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How individuals involved in BDSM lifestyle perceive access to health care: A sampling of the Portland population involved in BDSM lifestyle

1 August 2005


Definitions on sexual minorities are often vague and nonspecific. The definition for BDSM given below is predominately from The National Coalition for Sexual Freedom (NCSF). We have altered it based on numerous personal conversations with individuals, couples, and groups immersed in the BDSM lifestyle.

BDSM is a sexual orientation or behavior among two or more consenting adult partners. The behavior may include, but is not limited to, the use of physical and/or psychological stimulation to produce sexual arousal and satisfaction. This may and often includes physical restraint, sensory deprivation, inflicting/receiving pain, providing/receiving pleasure. Usually one partner will take an active role and the other will take a passive role. The behavior allows participants to experience and explore trust and power through sex play and sexual fantasy. The guidelines "safe, sane, and consensual" are considered the foundation of BDSM activity. People who participate in and identify sexually with bondage, domination, sadism, and/or masochism (BDSM) are considered a sexual minority. This group displays strong internal unity and supportive structures for its members. The lifestyle itself has been minimally studied, and the extent to which their members relate to the medical community for care . has not been formally studied at all.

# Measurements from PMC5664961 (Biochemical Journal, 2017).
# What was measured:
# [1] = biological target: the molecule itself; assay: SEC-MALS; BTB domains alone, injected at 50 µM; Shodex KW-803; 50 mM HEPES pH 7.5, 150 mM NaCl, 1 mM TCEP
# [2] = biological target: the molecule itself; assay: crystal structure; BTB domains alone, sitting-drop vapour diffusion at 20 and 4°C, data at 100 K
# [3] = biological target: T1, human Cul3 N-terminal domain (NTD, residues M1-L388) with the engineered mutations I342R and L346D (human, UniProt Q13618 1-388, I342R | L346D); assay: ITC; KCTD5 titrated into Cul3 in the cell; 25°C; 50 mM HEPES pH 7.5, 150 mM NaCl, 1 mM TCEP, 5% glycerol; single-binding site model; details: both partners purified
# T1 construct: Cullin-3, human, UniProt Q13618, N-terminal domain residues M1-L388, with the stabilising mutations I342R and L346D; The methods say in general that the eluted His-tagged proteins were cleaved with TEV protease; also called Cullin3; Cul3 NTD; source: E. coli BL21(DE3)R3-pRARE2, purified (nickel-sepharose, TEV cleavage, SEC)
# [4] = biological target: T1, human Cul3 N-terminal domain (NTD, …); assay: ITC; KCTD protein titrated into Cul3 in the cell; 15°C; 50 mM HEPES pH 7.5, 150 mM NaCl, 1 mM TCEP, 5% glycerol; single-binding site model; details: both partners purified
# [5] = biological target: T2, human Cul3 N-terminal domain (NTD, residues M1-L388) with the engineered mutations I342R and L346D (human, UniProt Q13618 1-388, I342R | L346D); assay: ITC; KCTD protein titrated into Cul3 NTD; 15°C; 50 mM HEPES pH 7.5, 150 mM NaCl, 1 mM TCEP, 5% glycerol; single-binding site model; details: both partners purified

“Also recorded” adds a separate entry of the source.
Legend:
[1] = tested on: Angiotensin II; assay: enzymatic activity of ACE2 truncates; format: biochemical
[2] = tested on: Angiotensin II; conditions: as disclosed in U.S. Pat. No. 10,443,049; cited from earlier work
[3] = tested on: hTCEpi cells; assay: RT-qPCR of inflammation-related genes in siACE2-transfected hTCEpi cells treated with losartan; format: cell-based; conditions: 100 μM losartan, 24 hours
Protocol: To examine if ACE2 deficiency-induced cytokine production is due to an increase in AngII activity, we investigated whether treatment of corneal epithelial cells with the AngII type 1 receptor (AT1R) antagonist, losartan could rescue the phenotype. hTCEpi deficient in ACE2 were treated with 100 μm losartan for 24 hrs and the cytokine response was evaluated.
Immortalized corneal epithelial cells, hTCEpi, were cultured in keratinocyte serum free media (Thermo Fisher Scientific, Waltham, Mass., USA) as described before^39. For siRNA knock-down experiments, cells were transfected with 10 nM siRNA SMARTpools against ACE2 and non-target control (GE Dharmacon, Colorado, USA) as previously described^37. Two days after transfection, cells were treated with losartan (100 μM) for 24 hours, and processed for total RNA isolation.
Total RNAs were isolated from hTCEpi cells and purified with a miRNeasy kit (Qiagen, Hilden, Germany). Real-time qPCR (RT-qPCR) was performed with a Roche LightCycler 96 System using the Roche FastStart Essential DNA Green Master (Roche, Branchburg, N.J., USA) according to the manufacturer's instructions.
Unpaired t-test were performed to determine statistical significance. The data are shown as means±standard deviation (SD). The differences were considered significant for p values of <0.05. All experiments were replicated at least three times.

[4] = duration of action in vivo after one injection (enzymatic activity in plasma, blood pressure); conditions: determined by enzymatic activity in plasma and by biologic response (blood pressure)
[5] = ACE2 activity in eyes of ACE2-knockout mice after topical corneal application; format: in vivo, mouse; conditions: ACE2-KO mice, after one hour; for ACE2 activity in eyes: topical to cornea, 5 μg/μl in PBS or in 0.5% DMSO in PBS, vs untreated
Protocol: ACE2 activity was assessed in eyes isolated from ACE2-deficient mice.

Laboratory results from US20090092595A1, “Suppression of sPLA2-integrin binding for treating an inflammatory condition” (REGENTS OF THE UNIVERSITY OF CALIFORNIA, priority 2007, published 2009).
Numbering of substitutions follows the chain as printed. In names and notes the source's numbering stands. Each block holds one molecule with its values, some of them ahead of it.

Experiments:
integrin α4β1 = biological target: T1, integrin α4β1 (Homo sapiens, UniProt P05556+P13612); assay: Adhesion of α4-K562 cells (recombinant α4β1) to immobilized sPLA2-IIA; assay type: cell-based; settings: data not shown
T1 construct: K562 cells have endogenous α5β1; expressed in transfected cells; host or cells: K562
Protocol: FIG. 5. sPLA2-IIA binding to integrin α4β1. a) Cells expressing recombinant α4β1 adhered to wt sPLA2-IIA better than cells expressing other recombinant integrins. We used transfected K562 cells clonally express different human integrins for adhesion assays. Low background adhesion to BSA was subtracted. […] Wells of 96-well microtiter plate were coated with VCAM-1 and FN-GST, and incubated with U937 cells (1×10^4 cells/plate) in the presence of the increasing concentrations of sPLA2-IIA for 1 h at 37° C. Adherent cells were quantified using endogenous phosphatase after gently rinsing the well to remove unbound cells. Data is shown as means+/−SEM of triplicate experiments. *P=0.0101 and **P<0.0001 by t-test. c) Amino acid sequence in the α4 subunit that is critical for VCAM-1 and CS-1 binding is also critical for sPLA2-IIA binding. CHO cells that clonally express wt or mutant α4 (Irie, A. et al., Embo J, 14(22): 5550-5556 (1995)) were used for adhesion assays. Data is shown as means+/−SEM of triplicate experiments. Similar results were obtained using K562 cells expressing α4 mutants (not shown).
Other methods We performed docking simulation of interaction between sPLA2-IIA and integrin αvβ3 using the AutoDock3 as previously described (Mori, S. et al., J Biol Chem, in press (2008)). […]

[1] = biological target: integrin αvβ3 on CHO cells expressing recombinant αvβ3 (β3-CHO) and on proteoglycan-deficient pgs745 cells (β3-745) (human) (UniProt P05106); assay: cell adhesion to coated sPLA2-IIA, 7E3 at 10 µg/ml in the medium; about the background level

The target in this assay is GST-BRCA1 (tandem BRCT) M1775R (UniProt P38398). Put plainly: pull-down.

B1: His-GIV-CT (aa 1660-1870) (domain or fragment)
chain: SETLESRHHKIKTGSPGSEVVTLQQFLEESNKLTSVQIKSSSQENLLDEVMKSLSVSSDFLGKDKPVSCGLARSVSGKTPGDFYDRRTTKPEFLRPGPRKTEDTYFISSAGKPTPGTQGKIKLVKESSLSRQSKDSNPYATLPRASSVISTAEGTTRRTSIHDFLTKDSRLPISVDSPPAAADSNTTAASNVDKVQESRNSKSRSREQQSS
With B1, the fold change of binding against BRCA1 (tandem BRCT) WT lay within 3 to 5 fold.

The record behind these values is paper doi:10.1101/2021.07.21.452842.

If this community of individuals avoids or postpones medical care based on the expression of their sexuality, it would be helpful to know what motivates them to avoid care. This information can be used to educate both the members of this sexual minority as well as medical practitioners.

Purpose The purpose of this study is aimed to identify the demographic, historical, experiential, and attitudinal factors that motivate men and women involved in BDSM lifestyle in the Portland, Oregon catchments area, to seek or defer medical care. The survey questions are designed to either validate or to render as erroneous the a priori assumption of this researcher that removable barriers exist between the BDSM community and its health care providers.

Methods 360 self-selecting subjects who reside in the Portland, Oregon catchments area completed and submitted a convenience survey that was available on-line from January 10, 2005 to March 31, 2005.

Conclusion The use of a convenience survey made available on-line to obtain information regarding a particular population's attitudes and beliefs concerning access to health care appears to be appropriate.


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